9th Annual 2022 Harvest Festival returns to its’ celebration of FREE PUMPKINS FREE ADMISSION FREE ENTERTAINMENT RIDES, FOOD BOOTHS, and the EDUCATIONAL TENT Plus so many surprises for our children who enjoy this special holiday of “dressing up” and “carving pumpkins”. The Harvest Festival celebration has a new home at KEKAHA Neighborhood Center Park. Doors open at 10am and will close at 4pm on Saturday, October 15th, 2022. This event will be in its 9th year of celebrating a fun filled family gathering. Although the last two years we adjusted the venue to adapt to the restrictions of the COVID pandemic, we kept our promise to grow and distribute pumpkins to our community island wide. As an organization, people might ask “why did we start this celebration?” The answer is simple. Our group of farms wanted to establish an event that symbolized a “colorful and joyful feeling” for both children and adults to experience as they enjoy the festivities we create. When we see the smiles of everyone that holds one of our pumpkins grown in the fields of Kekaha, our hearts are incredibly fulfilled. Halloween is a magical time on Kauaʻi, and although for us it begins on an October Saturday in Kekaha, as always we will touch every segment of our island home over the remaining 15 days to October 31st. Each year, as the Trick or Treating comes to a close, we are hopeful the festivities our community experiences will last a lifetime as a treasured memory. Always with a joyful spirit, our partners, and our farms, wish our families a ATION POR OR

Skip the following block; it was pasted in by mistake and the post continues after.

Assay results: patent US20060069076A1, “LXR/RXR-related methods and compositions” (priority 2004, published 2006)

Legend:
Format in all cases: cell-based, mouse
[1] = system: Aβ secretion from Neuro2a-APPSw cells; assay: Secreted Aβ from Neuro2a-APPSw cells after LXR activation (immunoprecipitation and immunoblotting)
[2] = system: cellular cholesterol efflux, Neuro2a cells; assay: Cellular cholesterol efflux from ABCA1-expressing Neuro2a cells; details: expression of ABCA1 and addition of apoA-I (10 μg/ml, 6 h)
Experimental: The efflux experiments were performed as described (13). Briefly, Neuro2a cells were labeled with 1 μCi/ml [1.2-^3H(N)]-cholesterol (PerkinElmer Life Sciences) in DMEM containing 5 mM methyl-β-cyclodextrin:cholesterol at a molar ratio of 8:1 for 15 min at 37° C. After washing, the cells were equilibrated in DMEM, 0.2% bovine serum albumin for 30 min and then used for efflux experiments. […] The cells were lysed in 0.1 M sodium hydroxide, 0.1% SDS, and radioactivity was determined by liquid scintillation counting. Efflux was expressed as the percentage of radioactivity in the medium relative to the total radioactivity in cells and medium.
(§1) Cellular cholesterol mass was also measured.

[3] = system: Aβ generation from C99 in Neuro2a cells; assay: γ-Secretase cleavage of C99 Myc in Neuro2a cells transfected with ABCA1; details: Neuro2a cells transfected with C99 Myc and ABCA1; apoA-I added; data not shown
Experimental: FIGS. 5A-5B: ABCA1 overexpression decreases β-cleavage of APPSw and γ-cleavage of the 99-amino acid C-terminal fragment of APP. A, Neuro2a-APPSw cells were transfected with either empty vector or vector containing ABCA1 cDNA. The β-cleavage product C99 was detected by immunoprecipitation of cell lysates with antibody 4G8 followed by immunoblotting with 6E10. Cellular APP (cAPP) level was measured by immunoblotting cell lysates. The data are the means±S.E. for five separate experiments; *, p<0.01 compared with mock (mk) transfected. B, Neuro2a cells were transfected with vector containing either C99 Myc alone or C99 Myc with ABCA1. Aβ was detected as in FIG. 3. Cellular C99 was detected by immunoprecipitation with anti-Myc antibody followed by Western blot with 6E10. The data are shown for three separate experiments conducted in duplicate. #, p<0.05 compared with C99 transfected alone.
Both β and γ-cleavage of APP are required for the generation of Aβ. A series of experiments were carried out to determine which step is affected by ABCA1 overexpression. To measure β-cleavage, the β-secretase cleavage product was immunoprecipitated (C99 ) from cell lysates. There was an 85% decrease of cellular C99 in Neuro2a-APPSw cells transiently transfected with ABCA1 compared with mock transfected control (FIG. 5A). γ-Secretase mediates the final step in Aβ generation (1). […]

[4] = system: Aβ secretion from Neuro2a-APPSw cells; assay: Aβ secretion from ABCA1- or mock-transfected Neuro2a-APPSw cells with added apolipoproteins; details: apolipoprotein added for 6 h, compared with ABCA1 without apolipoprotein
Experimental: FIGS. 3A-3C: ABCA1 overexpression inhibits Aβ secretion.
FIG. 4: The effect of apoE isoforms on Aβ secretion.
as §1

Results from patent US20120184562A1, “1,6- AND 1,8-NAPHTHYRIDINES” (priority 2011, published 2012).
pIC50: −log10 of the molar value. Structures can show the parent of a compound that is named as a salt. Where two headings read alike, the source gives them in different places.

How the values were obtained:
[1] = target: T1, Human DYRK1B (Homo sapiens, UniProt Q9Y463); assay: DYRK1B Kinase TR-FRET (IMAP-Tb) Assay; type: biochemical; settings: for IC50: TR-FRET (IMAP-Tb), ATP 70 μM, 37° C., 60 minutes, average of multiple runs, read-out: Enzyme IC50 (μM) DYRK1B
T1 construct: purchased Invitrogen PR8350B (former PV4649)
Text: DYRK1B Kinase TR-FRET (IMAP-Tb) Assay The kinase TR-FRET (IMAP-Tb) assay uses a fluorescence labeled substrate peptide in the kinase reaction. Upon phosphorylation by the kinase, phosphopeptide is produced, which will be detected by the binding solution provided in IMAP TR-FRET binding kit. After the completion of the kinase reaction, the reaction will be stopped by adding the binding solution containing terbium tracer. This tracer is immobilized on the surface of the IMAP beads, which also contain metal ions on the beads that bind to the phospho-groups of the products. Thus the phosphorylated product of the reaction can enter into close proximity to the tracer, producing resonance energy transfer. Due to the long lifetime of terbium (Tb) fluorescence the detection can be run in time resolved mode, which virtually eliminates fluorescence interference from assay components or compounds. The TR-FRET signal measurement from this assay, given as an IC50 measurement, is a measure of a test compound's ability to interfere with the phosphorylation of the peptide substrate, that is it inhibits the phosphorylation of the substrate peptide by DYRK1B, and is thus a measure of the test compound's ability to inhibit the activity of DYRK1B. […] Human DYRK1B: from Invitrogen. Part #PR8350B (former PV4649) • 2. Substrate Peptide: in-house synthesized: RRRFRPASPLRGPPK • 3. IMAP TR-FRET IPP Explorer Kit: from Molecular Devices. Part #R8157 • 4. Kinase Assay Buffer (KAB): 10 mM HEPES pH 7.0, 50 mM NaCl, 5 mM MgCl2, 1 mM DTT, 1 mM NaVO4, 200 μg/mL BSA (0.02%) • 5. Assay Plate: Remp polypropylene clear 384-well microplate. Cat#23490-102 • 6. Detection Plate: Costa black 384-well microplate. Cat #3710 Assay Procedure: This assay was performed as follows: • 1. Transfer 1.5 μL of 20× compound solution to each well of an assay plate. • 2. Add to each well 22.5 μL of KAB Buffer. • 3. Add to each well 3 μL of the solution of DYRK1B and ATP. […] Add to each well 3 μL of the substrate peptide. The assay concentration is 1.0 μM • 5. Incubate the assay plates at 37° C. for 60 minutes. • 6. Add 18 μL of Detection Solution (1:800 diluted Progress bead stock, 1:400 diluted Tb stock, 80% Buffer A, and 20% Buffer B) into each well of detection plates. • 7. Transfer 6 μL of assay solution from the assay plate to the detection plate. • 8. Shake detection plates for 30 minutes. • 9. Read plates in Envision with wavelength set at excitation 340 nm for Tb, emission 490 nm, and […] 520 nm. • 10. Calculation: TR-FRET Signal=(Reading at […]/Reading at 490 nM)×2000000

YSTEMS H S C LT

KA

UA

’ O I R EGI

N

A HAW I I HEA

Happy Halloween 2022!


NS! PKINS!

SATURDAY OCTOBER 15 10AM - 4PM

PUMPKINS!


AUGUST

SEPTEMBER

Hawaii Heart Walk Saturday, August 6, 6:30am-9:30am Puakea Golf Course gabrielle.buist@heart.org

Kaua’i Marathon Keiki Run Saturday, September 3, 7:30am Grand Hyatt Kauai KauaiMarathon.com

Heiva I Kaua’i 2022 Saturday, August 6th and Sunday, August 7, 9:00am- 5:00pm Kapa’a Beach Park Tahitian dance and drumming competition, Food and Craft vendors

Kaua‘i Marathon & Half Marathon Sunday, September 4, 6am-2pm Grand Hyatt Kauai KauaiMarathon.com

Relay for Life Northshore Saturday, August 6, 3:00pm-11:00pm Waioli Park, Hanalei sarah.luchenbill@cancer.org

Waipa Mango and Music Festival Sunday, August 7, 11:00am-5:00pm Hanalei, Halulu Fishpond at Waipa Na Pali Challenge Saturday, August 13, 8:00am-5:00pm Hanalei Pier, 651-7298 napalichallenge@gmail.com Kauai Sand Festival Saturday, August 13, 11:00am-4pm Left of the Hanalei Pier Kauai Keiki Bike & Safety Day Saturday, August 13, 8am-11am Wilcox Medical Center back parking lot. Hundreds of certified helmets will be given away to keiki. 245-1198, www.wilcox.org Kauai Charity Walk Saturday, August 20, 8am-5pm Vidinha Soccer Field

18

www.kauaifamilymagazine.com

Garden Isle Drag Races Saturday, September 3, & Sunday, September 4 at 7pm www.dragracekauai.com